June – July. We are day-hiking several Croatian National Parks on our journey. Strange and exotic names beckon: Ucka, Velebit, Paklenica, Plitvice, Krka, Mljet, and Kravica. How do we rate them? Read on and see!
In 2020, we hiked all across the USA. And living in North Carolina, we often day-hike the Blue Ridge Mountains. Generally, we target 4-12 miles, moderate-to-challenging trails. The critical requirement and way we judge a hike: the effort/payoff ratio. A challenging workout had better have great views or wildlife. A good example is our Silver Falls hike in 2020, with ten stunning waterfalls in an eight-mile loop. THAT is a great payoff.
In our Croatia Journey, we planned six hikes, completed four, and added one additional. While all had beautiful views, but not all were great hikes. We have our definite favorites. Here is the list, worst to first.
#5 – Učka
Učka (ooch-kah) National Park has a stellar view at the top, but the hike was disappointing! The park sits on the Istrian Peninsula with views out over Opatija and the sea. The trek was a hot mess (literally). It started in a patch of road construction, then wandered through featureless forest paths to a steep incline up a rock jumble. No views on the way up, no place to sit, and no shade at the top. Oh, and the hike finished with a few miles on a shade-less gravel road. Our advice – drive up the gravel road, hike the quarter-mile up to the top for a view, and skip the hike!
#4 – Krka
Krka is lovely, but it isn’t a hike. There are a series of seven beautiful falls. However, the park is very crowded, full of ice cream and souvenir stands. The fish are tame, waiting by the boardwalk for tourists to throw bread. The route itself is short, less than 3 miles. It had more views than Učka but wasn’t a great experience with the heat and crowds. I’m sure it would be better if we’d arrived earlier.
Fun fact about Krka: they had the worlds second alternating current hydroelectric dam, which went live three days after Niagara Falls. Both were designed by Croatian native Nikola Tesla, genius and nemesis of Thomas Edison.
#3 – Kravica (Bosnia)
Kravica (crah-veetz-ah) is actually in Bosnia and Herzegovina, but was part of our Croatia trip. It is what Krka was maybe 15 years ago, though much smaller. You can swim in the clear waters, thus ranking above Krka! There are a few vendor stands, so you can enjoy a beer after your swim (there is no hike).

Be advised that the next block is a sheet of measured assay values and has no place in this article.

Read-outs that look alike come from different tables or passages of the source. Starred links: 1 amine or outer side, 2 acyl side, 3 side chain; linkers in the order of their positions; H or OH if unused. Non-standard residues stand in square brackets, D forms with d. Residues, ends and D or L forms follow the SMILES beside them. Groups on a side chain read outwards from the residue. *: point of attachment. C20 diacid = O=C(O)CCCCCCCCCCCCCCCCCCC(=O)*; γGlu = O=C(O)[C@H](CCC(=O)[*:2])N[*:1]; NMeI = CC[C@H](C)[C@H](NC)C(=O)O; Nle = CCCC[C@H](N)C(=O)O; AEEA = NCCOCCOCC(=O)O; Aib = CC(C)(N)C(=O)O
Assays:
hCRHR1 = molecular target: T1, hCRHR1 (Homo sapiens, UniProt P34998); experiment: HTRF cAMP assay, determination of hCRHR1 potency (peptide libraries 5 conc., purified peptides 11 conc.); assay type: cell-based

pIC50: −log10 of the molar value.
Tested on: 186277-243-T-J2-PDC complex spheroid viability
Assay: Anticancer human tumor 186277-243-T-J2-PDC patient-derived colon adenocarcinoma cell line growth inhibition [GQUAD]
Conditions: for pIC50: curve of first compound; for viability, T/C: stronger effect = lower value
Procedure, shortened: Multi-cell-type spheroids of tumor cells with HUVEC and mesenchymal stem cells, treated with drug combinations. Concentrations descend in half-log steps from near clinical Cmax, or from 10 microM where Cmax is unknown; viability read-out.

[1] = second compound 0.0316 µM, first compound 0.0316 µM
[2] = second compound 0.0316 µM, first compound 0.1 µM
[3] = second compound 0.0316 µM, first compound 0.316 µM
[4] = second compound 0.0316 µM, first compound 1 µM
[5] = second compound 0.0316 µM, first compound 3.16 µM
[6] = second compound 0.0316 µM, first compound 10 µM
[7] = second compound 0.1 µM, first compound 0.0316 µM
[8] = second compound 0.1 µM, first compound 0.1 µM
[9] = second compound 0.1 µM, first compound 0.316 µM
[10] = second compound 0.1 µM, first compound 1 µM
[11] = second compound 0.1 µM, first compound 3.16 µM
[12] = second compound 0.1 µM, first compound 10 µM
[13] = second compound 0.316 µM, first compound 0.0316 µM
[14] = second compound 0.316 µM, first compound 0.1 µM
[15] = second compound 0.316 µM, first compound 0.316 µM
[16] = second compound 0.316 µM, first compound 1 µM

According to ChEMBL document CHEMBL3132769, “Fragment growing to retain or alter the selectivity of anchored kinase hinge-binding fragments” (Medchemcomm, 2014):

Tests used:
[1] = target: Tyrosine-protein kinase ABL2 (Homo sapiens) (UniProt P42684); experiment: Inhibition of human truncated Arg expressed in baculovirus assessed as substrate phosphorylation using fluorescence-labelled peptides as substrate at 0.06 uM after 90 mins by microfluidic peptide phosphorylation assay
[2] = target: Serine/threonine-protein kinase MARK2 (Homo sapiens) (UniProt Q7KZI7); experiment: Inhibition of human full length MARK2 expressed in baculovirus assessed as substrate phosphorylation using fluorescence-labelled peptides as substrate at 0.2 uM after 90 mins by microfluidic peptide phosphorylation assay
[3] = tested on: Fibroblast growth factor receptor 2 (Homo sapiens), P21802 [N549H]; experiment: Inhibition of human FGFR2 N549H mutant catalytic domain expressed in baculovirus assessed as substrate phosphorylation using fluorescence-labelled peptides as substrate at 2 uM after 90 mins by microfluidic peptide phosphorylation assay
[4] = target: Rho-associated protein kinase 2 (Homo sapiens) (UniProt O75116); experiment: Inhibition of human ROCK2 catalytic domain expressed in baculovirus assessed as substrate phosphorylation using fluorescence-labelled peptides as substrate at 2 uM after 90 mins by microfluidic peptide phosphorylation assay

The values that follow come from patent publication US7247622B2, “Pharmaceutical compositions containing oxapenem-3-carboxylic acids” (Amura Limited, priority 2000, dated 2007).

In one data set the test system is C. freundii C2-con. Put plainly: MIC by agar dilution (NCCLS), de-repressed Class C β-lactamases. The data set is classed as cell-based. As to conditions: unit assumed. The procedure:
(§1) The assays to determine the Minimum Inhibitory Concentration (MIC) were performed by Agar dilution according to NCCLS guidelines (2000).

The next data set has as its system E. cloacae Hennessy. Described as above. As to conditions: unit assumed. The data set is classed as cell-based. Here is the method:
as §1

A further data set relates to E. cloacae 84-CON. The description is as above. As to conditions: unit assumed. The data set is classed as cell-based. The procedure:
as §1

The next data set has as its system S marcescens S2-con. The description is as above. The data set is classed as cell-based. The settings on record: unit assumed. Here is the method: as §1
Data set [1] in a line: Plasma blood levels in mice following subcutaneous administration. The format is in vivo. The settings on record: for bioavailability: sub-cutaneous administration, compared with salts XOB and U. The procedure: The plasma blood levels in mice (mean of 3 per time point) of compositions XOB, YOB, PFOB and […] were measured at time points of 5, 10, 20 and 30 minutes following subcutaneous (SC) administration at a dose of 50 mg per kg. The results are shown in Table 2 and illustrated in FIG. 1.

Fun Fact: As B&H is about half Muslim and half Catholic, we saw everything from burkas to bikinis at Kravica!
#2 – Mljet
Ah, Mljet (mell-yet). Much of this hike was on paved or gravel around two beautiful lakes on the island of the same name. We also explored rocky side trails that highlighted the tenacity of early settlers here, where they’ve moved (literally) tons of stone to create enough bare earth for olive trees. During the 6+ mile hike, we paused to swim in a secluded area of the salt lakes. When finished, we took a ferry to a former monastery for lunch. Beautiful, I would definitely go again!
Mljet fun fact: the lakes are saltwater. Centuries ago, monks flooded the marshes with seawater to kill mosquitos and stop malaria.
#1 – Plitviče Lakes
Our favorite! Of all of the national parks we have visited (anywhere), Plitviče (pleet-veet-cheh) is truly unique. Underground waters flow through karst rock, collecting calcium carbonate before surfacing in streams. The calcium slowly, slowly ossifies in the plants along the river, creating natural stone dams. These form a series of stair-stepped lakes with hundreds of waterfalls. It looks like a fantasy land. Boardwalks go right above many of the falls and offer great views of the fish deep in the crystal water.
We came in the back gate and hike for hours before we saw other tourists. After our 12 miles around the lake, we stopped for a beer right on the water at the trailhead. Perfect! Plitviče should be on your Croatia bucket list, but get there early via the back gate!
DNF: Velebit and Paklenica
We had planned two other hikes: Northern Velebit with some of the last real wilds in Europe, and Paklenica with high coastal peaks. These would be challenges – no ice cream stands here. We enjoyed a fantastic drive along the coast on the way to these treks; it was reminiscent of California Highway 101. We skipped the hikes themselves though. The temperature was 95F by the time we arrived, and there was no shade for the 2000-foot elevation gain the hikes required. Discretion won over valor, and we continued our lovely, air-conditioned drive.
Next up… we are on to Greece, where we plan to hike Mount Olympus, Vikos Gorge, and Samaria Gorge.